The simplest way to trigger such storiesis for an organisation’s leaders – that is,leaders in the broadest sense of the word– to do remarkable things, things that otherpeople will remark on.
We saw this happen atanother bank we worked with. The bank’s newCEO had noticed that most of the meeting roomsin the company’s headquarters were occupied allthe time, but that a handful were usually empty.On closer inspection, he noticed that the emptyrooms each had a sign on the door which read,
“This room can only be booked by a General Manager.” 
The CEO asked around to see if thiswas necessary and quickly decided it wasn’t. Hethen personally went to each GM meeting roomand tore down the notices, triggering a story thatew around the organisation.This might seem like a small act and a trivial story.But, in fact, it fed into a much bigger narrativethat the CEO was creating, which went alongthe lines of:
“We are attening our organisationand resources will be allocated to whoever needsthem to deliver business outcomes, regardless of their level in the company.” 
www.anecdote.comPage 3 of 5
| © 2011 Anecdote Pty Ltd
The rst step in successful story-triggeringis for leaders to be mindful of their actions.
Such purposefulness is easier said than done.Often a leader’s intent doesn’t match the livedexperiences and perceptions of her colleagues.She might want to foster collaboration yet is seenas acting in ways that create competition. Shewill only be able to tell if she is on the right trackby becoming aware of the stories that are beingtold about her; some story-listening might berequired here.
The next step is for leaders to identify orengineer opportunities to do somethingremarkable, and to do it conspicuously.
 This might be as simple as a leader telling anauthentic story that reveals something aboutthem – in particular, something about how theyreally feel, rather than what they think. If thissounds wishy-washy, it isn’t.In his book
The Political Brain
, neuroscientist andpolitical pundit Drew Westen puts it this way,using the context of political campaigns:
“ Campaigns aren’t won with bags full of anything [e.g. policy promises]. They are wonby candidates who can convince voters, throughtheir words, intonation, body language, and actions, that they share their values, that they understand people like them, and that they inspire the nation or save it from danger.” 
One CEO we worked with punctuated eachsentence of a sustainability policy he waspresenting by smacking the projection screenwith the back of his hand. By the end of thepresentation, no-one was left in any doubt as tothe fact that sustainability was important to him.The psychologists Robert Kegan and Lisa LaskowLahey point out in their book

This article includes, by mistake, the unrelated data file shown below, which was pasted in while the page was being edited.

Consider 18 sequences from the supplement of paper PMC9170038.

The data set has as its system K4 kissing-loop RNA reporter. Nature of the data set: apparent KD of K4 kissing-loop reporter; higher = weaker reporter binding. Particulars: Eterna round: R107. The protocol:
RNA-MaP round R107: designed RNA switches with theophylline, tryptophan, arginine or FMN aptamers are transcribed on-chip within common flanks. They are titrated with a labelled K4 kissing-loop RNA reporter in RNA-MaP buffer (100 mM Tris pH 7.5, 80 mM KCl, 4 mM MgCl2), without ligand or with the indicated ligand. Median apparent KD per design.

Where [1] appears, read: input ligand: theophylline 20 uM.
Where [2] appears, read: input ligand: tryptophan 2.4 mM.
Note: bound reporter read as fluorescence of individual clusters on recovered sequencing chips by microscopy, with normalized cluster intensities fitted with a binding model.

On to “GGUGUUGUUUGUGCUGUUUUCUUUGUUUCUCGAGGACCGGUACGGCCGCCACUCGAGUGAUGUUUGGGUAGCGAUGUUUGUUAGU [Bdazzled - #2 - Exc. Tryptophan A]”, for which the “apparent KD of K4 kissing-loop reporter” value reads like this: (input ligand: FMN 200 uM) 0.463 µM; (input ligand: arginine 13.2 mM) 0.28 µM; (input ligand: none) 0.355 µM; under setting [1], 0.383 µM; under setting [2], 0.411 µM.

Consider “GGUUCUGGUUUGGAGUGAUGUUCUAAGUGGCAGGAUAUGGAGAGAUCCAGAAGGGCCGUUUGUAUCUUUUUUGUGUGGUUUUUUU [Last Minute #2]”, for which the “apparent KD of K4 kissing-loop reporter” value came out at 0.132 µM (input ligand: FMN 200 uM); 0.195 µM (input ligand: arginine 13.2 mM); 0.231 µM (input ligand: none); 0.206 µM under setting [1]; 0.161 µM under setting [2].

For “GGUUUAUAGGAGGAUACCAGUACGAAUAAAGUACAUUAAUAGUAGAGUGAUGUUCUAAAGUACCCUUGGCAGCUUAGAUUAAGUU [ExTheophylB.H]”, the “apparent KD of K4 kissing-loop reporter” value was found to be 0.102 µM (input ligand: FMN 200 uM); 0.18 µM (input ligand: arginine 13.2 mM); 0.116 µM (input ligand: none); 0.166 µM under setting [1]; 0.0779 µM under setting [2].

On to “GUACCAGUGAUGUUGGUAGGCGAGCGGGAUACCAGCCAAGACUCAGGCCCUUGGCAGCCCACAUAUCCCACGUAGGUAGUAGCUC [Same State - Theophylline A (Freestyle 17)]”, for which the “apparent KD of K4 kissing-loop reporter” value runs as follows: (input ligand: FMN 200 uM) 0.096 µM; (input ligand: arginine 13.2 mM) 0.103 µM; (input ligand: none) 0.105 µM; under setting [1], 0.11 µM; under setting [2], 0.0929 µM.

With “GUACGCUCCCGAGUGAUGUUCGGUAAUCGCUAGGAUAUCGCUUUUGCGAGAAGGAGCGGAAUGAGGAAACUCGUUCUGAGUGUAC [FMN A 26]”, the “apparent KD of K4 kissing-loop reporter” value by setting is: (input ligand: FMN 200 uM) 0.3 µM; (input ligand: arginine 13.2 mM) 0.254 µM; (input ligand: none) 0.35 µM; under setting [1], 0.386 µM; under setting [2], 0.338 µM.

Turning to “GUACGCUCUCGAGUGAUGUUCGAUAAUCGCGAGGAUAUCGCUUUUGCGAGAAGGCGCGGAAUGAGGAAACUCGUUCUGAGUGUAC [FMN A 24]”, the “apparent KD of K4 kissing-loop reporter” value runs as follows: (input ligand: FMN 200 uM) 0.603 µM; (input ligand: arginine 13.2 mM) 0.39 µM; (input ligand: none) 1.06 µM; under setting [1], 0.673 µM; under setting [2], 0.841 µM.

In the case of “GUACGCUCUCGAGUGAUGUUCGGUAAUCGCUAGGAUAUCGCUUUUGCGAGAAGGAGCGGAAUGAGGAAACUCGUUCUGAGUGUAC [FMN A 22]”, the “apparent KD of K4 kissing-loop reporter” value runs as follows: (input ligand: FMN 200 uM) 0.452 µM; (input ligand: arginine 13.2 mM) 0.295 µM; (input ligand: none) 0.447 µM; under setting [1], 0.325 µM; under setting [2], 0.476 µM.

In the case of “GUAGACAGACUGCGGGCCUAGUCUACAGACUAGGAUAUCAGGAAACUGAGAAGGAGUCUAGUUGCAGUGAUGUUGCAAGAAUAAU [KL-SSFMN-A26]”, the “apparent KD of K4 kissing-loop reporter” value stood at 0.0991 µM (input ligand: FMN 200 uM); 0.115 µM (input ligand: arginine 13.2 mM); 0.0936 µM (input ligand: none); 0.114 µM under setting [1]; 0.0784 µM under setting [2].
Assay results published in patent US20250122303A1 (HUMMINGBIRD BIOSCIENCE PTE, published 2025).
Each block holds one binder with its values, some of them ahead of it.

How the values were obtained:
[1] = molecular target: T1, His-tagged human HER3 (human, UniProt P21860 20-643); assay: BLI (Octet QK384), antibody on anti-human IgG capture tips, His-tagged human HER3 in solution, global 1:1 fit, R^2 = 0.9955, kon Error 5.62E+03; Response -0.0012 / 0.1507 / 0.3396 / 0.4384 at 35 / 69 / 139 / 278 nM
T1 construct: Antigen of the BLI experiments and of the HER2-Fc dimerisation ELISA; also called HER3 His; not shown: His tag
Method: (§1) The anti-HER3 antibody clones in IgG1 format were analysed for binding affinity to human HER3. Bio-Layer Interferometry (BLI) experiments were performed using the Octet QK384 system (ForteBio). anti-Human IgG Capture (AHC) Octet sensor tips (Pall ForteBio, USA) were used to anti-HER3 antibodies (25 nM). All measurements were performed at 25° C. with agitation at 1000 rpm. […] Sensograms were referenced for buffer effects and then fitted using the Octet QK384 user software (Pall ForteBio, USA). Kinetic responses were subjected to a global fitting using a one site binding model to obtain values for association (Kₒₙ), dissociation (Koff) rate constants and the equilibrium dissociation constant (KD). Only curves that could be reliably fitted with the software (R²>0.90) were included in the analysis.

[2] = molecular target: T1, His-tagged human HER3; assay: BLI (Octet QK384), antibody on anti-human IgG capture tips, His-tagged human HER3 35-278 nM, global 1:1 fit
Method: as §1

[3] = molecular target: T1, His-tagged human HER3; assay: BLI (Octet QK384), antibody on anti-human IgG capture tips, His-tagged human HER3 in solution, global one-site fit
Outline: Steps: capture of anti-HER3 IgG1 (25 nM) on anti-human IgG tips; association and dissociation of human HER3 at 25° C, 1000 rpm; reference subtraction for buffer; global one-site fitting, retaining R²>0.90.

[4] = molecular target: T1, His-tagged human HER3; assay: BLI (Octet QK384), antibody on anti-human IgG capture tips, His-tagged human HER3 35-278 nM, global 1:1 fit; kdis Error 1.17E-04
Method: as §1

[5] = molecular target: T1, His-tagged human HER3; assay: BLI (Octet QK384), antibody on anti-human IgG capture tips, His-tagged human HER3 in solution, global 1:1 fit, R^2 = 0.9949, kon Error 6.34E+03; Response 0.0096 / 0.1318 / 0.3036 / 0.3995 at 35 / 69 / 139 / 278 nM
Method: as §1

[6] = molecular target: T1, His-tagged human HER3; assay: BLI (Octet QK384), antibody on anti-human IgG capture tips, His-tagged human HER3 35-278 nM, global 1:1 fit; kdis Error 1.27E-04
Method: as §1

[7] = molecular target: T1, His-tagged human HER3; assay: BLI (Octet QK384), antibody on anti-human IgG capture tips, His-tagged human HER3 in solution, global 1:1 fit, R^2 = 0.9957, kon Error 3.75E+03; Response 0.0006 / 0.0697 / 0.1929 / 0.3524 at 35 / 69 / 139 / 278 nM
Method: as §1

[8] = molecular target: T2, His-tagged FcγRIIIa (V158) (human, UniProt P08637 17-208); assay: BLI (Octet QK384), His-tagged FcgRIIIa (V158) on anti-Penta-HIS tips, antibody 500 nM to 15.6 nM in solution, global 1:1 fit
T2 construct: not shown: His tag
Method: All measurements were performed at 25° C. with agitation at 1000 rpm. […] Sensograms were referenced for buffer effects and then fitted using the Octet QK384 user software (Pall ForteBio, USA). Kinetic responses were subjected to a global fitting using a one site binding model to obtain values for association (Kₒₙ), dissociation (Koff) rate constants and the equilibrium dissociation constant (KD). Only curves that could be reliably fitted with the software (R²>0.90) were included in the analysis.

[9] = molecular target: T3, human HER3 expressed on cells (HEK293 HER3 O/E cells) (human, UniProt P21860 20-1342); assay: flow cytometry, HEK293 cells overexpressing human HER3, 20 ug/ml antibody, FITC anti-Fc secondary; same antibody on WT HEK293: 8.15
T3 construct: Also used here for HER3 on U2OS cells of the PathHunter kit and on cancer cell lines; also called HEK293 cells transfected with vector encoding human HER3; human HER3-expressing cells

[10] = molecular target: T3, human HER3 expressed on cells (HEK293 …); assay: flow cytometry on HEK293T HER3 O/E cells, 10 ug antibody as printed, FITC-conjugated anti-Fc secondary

Immunity to Change
that we can also apply the idea of story-triggeringat the individual level, helping people to createnew stories for themselves which full theprerequisites for behaviour change.The usefulness of this approach became clearto me while I was conducting a workshop with80 professors at an Australian university onways to improve collaboration. As I began tomake the point that two important behavioursfor good collaboration were to make and keeppromises and to speak your mind to colleagueswith respect and good intent, I noticed a womansitting at the back of the room. She had herarms rmly crossed and was shaking her head,clearly very unhappy with what I was saying. SoI stopped my presentation and asked the womanif she would like to share what she was thinkingwith the rest of the group. Practically before Ihad nished my request, she said,
“There is noway in the world you can be open and honest with a senior professor around here.” 
Before Icould comment, she went on to tell a mini story:
“I once did what you are suggesting and I had tomove departments.” 
Now, no amount of clever argument or telling offamiliar stories would have changed that person’smind. She had obviously had an incredibly badexperience. The only way to help her gain a newinsight would be to create an experience with adifferent result to what she was expecting, andto do this many times over. She would then havea new story that would in turn guide her futurebehaviour.
There are many ways to apply storytelling toyour work setting. You can help your leadersto become better storytellers, and youcan also begin to share stories of customerservice or safety, or stories that convey yourvalues, brand, service or product.
But thereis one particular type of storytelling that I’d liketo focus on here, that which will help you bringyour strategy to life.As I’ve said in my paper,